For the first time ever, the St. Louis-based International Photography Hall of Fame is presenting a lifetime achievement award for photography, but the recipient might come as a surprise. It's not Ansel Adams, not Richard Avedon, but rather Kenny Rogers.
Yes, Rogers — a Grammy winner for a much different genre of art.
“He’s a phenomenal photographer known for his portrait and landscape photography,” says Patty Wente, the hall of fame's executive director. “His photographs are stellar.”
The IPHF honors those who have made great contributions to the field of photography. It also preserves historic photographs and cameras to share with the world. After first opening its doors in Santa Barbara in 1977, the hall of fame moved to Oklahoma City in 1983 — and then, 30 years later, to St. Louis. In 2013, the museum moved to a gallery and exhibition space in Grand Center.
The 2017 induction ceremony takes place Friday, November 17
Nominees were chosen based on their contributions to the art or science of photography.
“This year, the IPHF is honored to recognize ten creators who have uniquely revolutionized the modern photography industry,” Wente explained in a press release. “Our 2017 awardees are innovators who broke the norm of tradition and conceived their own ways of creatively communicating with the world around them.”
In 2014, Rogers was awarded an honorary master of photography by the Professional Photographers of America for his contributions to the artform. He has taken portraits of Michael Jackson, Elizabeth Taylor and Jane Fonda… to name a few.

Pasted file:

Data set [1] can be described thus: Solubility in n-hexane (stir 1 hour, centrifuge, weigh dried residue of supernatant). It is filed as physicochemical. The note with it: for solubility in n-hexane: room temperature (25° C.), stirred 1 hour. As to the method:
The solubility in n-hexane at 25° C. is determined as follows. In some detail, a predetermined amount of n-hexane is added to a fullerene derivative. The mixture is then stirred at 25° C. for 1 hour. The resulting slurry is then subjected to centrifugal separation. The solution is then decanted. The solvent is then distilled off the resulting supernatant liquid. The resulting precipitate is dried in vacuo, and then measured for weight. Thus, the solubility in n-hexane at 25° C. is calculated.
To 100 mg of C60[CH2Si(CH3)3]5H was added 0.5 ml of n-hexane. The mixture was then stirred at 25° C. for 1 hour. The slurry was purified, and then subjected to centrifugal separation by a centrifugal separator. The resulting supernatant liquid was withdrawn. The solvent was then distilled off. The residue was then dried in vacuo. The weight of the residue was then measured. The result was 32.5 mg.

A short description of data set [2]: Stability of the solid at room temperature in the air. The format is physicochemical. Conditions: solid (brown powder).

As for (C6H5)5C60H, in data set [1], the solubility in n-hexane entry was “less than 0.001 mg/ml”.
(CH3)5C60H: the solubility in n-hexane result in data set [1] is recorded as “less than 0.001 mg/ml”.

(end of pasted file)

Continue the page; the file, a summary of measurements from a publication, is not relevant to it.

Wente says Rogers does a good job of capturing the personality of his subjects. He has a way of making them feel comfortable and relaxed. He also has a gallery in Atlanta.
When he was recognized by the Professional Photographers of America, the award caught the hall of fame's eye. His work did the rest, Wente says.
“Everyone knew who he was because of his fame and so I imagine he had access because of that, but besides access, access is nothing if you don’t have the art to capture a comfortable photograph that portrays the person in the environment that they are in,” Wente says.
“If someone is talented, they are talented,” Wente adds. “There are several people you don’t think of as being a photographer, and if you think about it, everybody’s a photographer with your phone.”
More recently, the IPHF has been recognized by the American Society of Photographers, or ASP, and will be awarded the 2018 International ASP award in January. This award is presented annually to a firm or person that ASP believes has contributed in a significant way to the ideals of professional photography as an art and science.
“I think the IPHF has the right environment to make it go and grow for years to come in St. Louis,” Wente says.
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